This post breaks all of the rules of blogging

This post breaks all of my blogging rules.

I didn’t start my headline with “How to” or a number.

I didn’t use the Coschedule Headline Analyzer to find a headline that rates a 70 or above.

It’s not a list of useful tips or tools for bloggers.

You won’t find an easily digestible bulleted list.

I didn’t optimize it for any keywords. (Who am I kidding? I never optimize for keywords.)

And it contains more questions than answers.

Want to read it anyway?

If so, allow me to abruptly launch into a personal story:

I’ve been in love with reading and writing for my entire life.

Throughout my childhood, I loved escaping into a book.

One time my family drove from Denver to Canada, packing the car with stuffed animals, clothing, and 10 paperback books. We had to stop at a used book store in Victoria because I had read all of the books on my way up.

When I went to India at age 20, I brought no less than 5 paperbacks in my backpack. (Compare that to the 2 pairs of pants I packed for the 9 week journey, and you’ll get a sense of how much I love reading.)

I spent 3 years in the sunlit Creative Writing classroom at Denver School of the Arts, typing away into a Mac. When I was 18, I published a book of poems, short stories, and dialogues and sold it for $3 a piece.

Writing has carried me through 25+ countries and it helped me get through middle school without going crazy. (I recently found the journal I wrote in when I was 13. Every page made me cringe.)

And…through this blog, writing has helped me grow an audience, create a business I love, and connect with bloggers all over the world.

Every post I’ve written is honest. Every word I’ve published here was exactly what I wanted to write at the time.

But I miss unbridled writing.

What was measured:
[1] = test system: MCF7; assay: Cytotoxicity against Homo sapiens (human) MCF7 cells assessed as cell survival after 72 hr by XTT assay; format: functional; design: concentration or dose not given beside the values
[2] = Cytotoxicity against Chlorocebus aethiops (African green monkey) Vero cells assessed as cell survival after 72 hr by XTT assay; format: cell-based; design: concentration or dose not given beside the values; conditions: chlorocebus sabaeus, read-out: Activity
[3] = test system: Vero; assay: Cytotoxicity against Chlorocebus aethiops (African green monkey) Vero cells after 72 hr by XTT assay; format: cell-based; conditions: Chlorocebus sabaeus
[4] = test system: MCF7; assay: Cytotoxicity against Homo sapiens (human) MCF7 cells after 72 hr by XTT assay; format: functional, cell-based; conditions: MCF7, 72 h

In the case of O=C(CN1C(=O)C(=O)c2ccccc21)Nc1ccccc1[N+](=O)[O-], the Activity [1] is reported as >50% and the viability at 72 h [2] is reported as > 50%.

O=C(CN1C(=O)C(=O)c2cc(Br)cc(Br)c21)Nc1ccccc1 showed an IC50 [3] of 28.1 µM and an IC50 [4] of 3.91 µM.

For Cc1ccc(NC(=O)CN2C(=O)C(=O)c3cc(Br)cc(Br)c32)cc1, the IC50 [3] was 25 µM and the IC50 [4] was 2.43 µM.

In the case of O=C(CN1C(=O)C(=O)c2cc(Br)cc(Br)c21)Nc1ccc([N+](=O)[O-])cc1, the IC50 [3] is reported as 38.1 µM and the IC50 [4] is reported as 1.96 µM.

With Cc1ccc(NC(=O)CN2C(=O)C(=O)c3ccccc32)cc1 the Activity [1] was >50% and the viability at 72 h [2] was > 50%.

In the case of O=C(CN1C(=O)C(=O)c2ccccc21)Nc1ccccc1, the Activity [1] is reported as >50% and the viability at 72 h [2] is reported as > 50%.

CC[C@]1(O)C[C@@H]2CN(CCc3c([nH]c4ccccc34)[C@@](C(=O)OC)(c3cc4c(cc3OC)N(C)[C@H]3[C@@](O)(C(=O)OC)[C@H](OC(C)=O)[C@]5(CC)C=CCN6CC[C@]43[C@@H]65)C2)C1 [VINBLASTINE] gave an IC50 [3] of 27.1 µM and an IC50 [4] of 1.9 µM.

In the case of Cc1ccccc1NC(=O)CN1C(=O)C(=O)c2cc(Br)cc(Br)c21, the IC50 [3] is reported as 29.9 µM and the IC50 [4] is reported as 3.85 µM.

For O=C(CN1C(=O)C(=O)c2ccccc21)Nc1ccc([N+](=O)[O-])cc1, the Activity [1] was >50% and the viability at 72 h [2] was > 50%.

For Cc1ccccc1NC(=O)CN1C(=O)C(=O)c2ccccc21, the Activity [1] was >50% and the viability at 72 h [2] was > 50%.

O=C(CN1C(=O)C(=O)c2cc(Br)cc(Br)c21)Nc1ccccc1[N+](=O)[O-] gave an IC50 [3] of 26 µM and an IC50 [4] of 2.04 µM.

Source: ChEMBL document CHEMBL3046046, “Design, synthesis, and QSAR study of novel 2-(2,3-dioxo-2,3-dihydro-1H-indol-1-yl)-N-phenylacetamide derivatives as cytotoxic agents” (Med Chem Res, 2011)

I miss the writing that allowed me to let my hair down. The writing that gave me passage to share whatever I wanted to.

The writing that not only helped others but also helped me to see myself more clearly.

I miss the writing that comes from letting go.

Letting go of a niche, letting go of needing traffic. I miss the writing that isn’t just honest, but that surprises me with its depth. The writing that, once it’s written, I know it needed to come out.

I always tell bloggers you need to have a focus.

You need to give people a reason to keep coming back. Your readers need to know what’s in it for them.

I still believe that.

But unless the writing feeds you, serves you, keeps you alive with its strength and power, you’ll fall out of love with it.

And then your blog becomes another way of getting people to like you. (And when I write “you,” I mean “me.”)

Blogging rules were meant to be broken.Click To Tweet

This post doesn’t have a neat little list of takeaways.

It doesn’t have any answers.

Because just like any book worth reading and any adventure worth having, there are more questions than answers on the path of blogging.

Every path is different (even though we blogging experts try to tell you we know exactly what your path should look like, that’s a bunch of wishful thinking).

And we all need different talismans and tools to help us keep going.

When I was a kid, I clutched novels like lifesavers.

This post breaks all of the rules of blogging

Now I’ve found a different set of essentials to fill my blogging backpack.

  • The strength of my own voice
  • Permission to be different and forget about the “blogging rules”
  • The freedom to create not just for my audience but for myself as well
  • The knowledge that when I skid off the path (like I am in this post) it will bring me closer to myself

Blogging is hard.

It’s a treacherous road we’re walking.

And, for me, it’s only worth it if I can do it on my terms, in my own way, and with my own voice fully intact.

It’s a lot to ask. But I’m asking anyway.